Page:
Console.WriteLine("You are old enough to vote");
 Console.WriteLine("You are not old enough to vote");

if/else if statement

The limitation of the if/else statement is that it only allows two possible paths. What if you want your program to be able to go down many different paths? What if you have many different conditions you want to check? That is where the if/else if statement comes in.

The if/else if statement provides more options than the if/else statement. It is set up in the same way but it has more than one condition. The else part is optional in an if/else if statement.

Here is some sample code for the if/else if statement:

 Console.WriteLine("You are old enough to vote");
else if(age==17)
 Console.WriteLine("You can vote after your next birthday");
 Console.Writeline("You are not old enough to vote");

Loops (iteration)

There are two main types of loops you can use in C# to repeat sections of code. These are called the while loop and for loop.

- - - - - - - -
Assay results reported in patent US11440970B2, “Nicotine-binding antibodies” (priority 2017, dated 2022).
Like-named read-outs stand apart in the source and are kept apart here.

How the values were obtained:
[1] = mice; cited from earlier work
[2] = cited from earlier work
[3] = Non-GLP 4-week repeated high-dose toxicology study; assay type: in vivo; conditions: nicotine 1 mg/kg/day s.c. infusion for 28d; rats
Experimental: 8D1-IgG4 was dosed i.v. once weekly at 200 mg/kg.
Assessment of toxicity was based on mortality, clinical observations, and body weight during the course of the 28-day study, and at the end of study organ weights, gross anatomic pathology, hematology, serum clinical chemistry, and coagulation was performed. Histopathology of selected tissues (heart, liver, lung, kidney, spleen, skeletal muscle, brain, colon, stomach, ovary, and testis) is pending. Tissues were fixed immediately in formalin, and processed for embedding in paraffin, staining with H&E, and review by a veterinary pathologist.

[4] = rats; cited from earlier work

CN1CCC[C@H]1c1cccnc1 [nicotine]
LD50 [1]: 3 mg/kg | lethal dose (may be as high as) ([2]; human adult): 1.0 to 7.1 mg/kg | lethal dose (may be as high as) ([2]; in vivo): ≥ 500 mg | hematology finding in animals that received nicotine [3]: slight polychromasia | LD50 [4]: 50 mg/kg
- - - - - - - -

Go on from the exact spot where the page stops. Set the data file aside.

while loop

The while loop is the easiest type of loop to use for repetition of code. The basic syntax is as follows:

// do something

It looks very similar to an if statement. However, an if statement only runs the code it contains once. A while loop will run the code that it contains over and over again until the specified condition evaluates to false. Any code inside the { and } brackets will run inside the loop.

Here is an example of a while loop in the C# language:

int count = 0;
while(count <10)

In the example above, the count variable is initially set to 0. The loop will check if the count variable is less than 10. If it is not less than 10, it will add 1 to the count variable and then display the variable’s value. This will keep repeating until the condition evaluates to false when the count variable’s value is no longer less than 10. When this occurs, the loop will end.